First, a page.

In a lot of ways, and here’s the problem, Google is incentivizing the creation of highly-detailed and highly-nuanced content. For example, SERP filters that point the user towards more specific content and the lack of opportunity for your average site to rank for top-level content (because you’re competing with super authorities) all push for the creation of deeper and more specific content. Even answers on the SERP incentive you to write deeper content as they eliminate a lot of the opportunity to drive traffic with top-level content.

But at the same time, you have very little access via the SERP to this deeper sort of content. That’s what we saw with products last week. The access points, even on informational commerce queries, play a strong second fiddle to PLAs, product carousels, etc. Even on SERPs filled with answers, information, and top-level content the access points to deeper content is not there. How is Google supporting Search as a Journey if it’s not giving us access to it?

For example, if you pull up a sports team on the SERP  the page is going to be filled with top-level direct "answerish" content. You will get options to extend your journey, your exploration. You get carousels of other sports teams whereupon clicking you get a SERP filled with more top-level direct "answerish" content. Do you know what you don’t get? Deep content!

Google’s mixed messaging is both confusing to the industry and holds back Search as a Journey! Instead of Search as a Journey opening up new vistas to searchers, it helps them pick up where they left off at times. It shows some related topics but it doesn’t really get in there like you would want it to.

Here’s a quick example. Recipes. What do you get when you search for ‘how to make chocolate cake?’ Maybe you’ll get a Featured Snippet or a video carousel. When Mordy bakes, everything goes wrong and it never turns out right. Wouldn’t a carousel of mistakes to avoid be awesome here? That would be perfect as it would be something the user wouldn’t necessarily think of on their own to search, but they would totally look into if it was shown to them.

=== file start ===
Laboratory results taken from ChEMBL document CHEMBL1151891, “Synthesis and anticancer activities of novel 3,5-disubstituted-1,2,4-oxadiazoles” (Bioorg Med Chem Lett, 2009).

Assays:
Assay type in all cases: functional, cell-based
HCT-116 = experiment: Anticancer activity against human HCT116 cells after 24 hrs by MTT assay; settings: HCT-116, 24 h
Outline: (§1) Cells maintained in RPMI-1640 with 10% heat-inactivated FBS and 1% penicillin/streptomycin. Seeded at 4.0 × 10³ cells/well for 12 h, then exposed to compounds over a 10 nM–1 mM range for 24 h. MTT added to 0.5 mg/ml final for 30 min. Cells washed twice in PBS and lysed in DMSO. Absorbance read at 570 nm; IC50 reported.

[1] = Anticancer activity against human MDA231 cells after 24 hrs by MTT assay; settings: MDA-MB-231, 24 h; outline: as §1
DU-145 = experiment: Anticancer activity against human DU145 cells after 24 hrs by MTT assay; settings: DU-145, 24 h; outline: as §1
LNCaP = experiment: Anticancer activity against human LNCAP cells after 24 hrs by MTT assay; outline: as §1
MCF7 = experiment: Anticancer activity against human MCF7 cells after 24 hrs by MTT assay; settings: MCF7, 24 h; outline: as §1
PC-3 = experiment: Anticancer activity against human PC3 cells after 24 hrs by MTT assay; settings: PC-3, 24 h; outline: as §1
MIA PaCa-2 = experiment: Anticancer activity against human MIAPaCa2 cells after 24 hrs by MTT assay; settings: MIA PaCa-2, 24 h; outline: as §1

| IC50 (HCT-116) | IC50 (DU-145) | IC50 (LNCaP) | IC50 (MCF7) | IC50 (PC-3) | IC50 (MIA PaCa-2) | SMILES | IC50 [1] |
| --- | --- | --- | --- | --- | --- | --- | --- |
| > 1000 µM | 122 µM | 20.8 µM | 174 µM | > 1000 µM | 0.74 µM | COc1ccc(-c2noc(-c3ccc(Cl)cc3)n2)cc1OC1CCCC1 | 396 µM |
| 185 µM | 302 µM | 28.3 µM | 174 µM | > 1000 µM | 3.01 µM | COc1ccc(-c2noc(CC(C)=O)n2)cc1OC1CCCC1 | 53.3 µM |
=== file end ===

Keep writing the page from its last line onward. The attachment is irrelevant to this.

But as it is now, you get nothing to really extend the journey. Search as a Journey is a great concept, but Google’s multifaceted goals are holding it back both directly and indirectly in so far as Google just doesn’t seem focused on bringing the right opportunities to the SERP.



Chasing and Tracking Google Updates and SERP Features: A Conversation with Dr. Pete Meyers [00:19:54 - 00:54:47]



Mordy: You are listening to another In Search SEO podcast interview. Today we have a magical man. He lives in the ethos that is all that is good, grand, and noble about SEO. He's on the Mount Rushmore of SEO. He's one of the most upstanding, uncompromising, irreplaceable people in the industry. He's Moz’s own marketing scientist. He's Dr. Pete Meyers.

Welcome!

Pete: Hey, nice to be here. I can’t add anything to that.